Recently, I was chosen as one of five youth representatives to be a member of Amnesty International’s Youth Advisory Board, an internal network, part of the larger Global YAB. Together, Amnesty International (AI), the Office of the UN High Commissioner for Human Rights (OHCHR) and Soka Gakkai International (SGI) are partnering to develop a documentary film on stories of young human rights educators. Acceptance into this initiative was the highlight of my 2020 as I now anticipate the scheduled launch, in September 2021, in the United Nations, Geneva, Switzerland, on the occasion of the UN Human Rights Council High-Level Panel Discussion.

Amnesty International has provided me with numerous opportunities to explore my strongest passions through engaging in meaningful human rights education. After completing my BSocSc, major in Conflict Studies and Human Rights and minor in Indigenous Studies, I hope to pursue graduate education, specializing in Indigenous issues. I only aim to continue immersing myself in this heart-wrenching field that has transformed me into a fearless agent of positive social change.

THANK YOU, Rachel!

Anisa Jama

Anisa Jama

In Anisa’s Own Words:

 As a young, black, Muslim woman, I understand the unique ways that systems of oppression work to negatively impact the lives of many. I am also the daughter of immigrants who had escaped civil unrest in a war-torn country. It is through this lens that I have cultivated a deep passion for social equity, advocacy and human rights activism. During my years of undergraduate study, I earned my B.A. in Criminology and Human Rights and although I wanted to be a voice for those who have routinely been silenced, I felt that I did not have a tangible means of doing so. I had the knowledge but not the tools for creating real, meaningful change.

I later learned about Amnesty International’s work during my time as a fundraiser. Here, I was able to get a glimpse into some of the urgent campaigns affecting many marginalized and disenfranchised communities. When I heard about the launch of the National Organizers program in the fall of 2018, I knew that I wanted to get involved. This was the beginning of actualizing my role as a global citizen through activism and advocacy. Since then, I have participated in numerous initiatives including those related to women’s rights, anti-racism, prisoners of conscience, Indigenous rights and climate change.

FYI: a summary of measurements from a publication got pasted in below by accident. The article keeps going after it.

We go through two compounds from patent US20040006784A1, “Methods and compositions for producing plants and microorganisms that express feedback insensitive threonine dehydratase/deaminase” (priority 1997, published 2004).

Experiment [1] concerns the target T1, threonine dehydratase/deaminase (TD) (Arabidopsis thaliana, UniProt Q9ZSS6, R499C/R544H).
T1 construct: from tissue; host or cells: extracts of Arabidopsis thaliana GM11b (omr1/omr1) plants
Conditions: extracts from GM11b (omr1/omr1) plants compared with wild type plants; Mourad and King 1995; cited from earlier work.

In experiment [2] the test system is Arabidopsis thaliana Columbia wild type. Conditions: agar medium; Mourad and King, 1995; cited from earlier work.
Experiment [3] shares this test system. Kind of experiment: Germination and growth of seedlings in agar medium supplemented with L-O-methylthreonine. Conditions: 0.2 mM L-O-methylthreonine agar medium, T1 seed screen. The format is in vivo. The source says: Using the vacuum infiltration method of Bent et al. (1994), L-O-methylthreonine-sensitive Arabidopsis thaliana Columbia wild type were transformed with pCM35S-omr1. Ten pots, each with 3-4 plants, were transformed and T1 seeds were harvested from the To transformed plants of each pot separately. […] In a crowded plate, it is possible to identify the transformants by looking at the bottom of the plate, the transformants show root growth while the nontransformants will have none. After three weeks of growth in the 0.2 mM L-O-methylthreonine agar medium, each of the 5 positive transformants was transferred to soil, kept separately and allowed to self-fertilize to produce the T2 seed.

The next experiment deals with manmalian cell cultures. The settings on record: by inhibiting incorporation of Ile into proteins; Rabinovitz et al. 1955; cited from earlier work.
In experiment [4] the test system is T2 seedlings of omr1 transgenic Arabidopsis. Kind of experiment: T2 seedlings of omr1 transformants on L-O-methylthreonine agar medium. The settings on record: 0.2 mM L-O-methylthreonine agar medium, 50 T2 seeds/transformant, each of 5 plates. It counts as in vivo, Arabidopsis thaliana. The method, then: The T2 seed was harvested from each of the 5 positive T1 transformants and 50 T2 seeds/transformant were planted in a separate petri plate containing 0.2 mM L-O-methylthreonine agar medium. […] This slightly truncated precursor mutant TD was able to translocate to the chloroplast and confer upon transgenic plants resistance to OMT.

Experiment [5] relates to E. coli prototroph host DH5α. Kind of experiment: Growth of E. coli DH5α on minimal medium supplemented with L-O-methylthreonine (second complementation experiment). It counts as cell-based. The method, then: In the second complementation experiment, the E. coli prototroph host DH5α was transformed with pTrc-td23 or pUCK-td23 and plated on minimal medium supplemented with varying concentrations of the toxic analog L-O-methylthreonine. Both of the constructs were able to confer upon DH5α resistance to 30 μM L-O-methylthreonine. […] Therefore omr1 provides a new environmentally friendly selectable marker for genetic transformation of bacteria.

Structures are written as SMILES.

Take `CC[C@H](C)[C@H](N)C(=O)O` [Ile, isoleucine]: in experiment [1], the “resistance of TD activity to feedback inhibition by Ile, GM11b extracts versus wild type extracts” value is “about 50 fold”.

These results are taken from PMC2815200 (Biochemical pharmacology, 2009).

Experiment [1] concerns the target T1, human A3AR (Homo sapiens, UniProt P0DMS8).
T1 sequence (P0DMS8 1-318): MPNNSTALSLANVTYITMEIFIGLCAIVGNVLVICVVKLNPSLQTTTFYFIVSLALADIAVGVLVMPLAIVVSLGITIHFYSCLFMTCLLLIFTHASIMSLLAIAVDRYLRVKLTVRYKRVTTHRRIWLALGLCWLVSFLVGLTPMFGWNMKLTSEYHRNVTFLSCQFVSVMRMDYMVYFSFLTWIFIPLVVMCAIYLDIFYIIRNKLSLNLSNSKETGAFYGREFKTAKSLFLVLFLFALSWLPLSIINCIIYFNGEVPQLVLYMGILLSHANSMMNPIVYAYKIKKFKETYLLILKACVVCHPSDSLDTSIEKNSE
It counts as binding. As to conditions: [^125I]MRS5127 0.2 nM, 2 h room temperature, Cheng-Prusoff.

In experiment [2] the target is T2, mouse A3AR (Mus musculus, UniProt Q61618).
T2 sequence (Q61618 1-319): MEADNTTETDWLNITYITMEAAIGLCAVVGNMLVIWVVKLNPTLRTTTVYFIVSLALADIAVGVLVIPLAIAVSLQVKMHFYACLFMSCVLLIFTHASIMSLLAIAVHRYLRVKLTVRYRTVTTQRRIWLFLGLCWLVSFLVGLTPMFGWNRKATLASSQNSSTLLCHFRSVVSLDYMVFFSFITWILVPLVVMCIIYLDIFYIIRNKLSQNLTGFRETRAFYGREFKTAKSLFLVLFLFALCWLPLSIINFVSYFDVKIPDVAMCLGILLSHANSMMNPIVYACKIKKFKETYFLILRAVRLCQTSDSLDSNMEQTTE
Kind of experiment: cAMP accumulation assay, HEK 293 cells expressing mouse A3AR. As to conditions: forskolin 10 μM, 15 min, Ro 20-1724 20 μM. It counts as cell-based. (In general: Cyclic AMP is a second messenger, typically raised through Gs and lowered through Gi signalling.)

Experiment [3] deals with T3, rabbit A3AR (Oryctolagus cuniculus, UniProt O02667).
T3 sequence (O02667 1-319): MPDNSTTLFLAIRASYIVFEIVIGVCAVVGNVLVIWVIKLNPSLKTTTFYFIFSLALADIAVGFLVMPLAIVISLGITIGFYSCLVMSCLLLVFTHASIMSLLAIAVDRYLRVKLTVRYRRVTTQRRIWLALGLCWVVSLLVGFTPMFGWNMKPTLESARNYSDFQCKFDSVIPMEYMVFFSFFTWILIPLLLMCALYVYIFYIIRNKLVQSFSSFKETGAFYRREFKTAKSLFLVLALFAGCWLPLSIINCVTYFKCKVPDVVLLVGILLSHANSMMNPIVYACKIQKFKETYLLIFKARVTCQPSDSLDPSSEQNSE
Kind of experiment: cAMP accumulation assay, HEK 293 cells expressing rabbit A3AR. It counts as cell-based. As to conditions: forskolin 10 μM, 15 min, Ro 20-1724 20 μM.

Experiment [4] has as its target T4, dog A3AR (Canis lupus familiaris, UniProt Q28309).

I am most proud of the letter writing actions that I have organized and participated in. The annual Write for Rights events in particular, have always been inspiring and empowering for me as an organizer. It is the reason why I have centered most of my activism around letter writing. In the past, I mobilized groups of volunteers to sign petitions and call on governments to take a stand against the abuse of Indigenous women including those defending the Amazon rainforest and those who have undergone forced sterilization here in Canada. More recently, I helped organize an international anti-Black racism letter writing online event which was in response to the heinous murders of George Floyd, Breonna Taylor and Regis Korchinski-Paquet. I appreciate that along with sending letters, we are encouraged to write cards in solidarity with those impacted by human rights abuses. These cards are then mailed directly to them as a reminder that they have not been forgotten and that we are actively fighting for their rights and freedoms.

The National Organizers program is a unique one which has shown me that I can make a difference both locally and abroad, regardless of my age or any other factors. It has also taught me the power of collective activism through our voices and actions.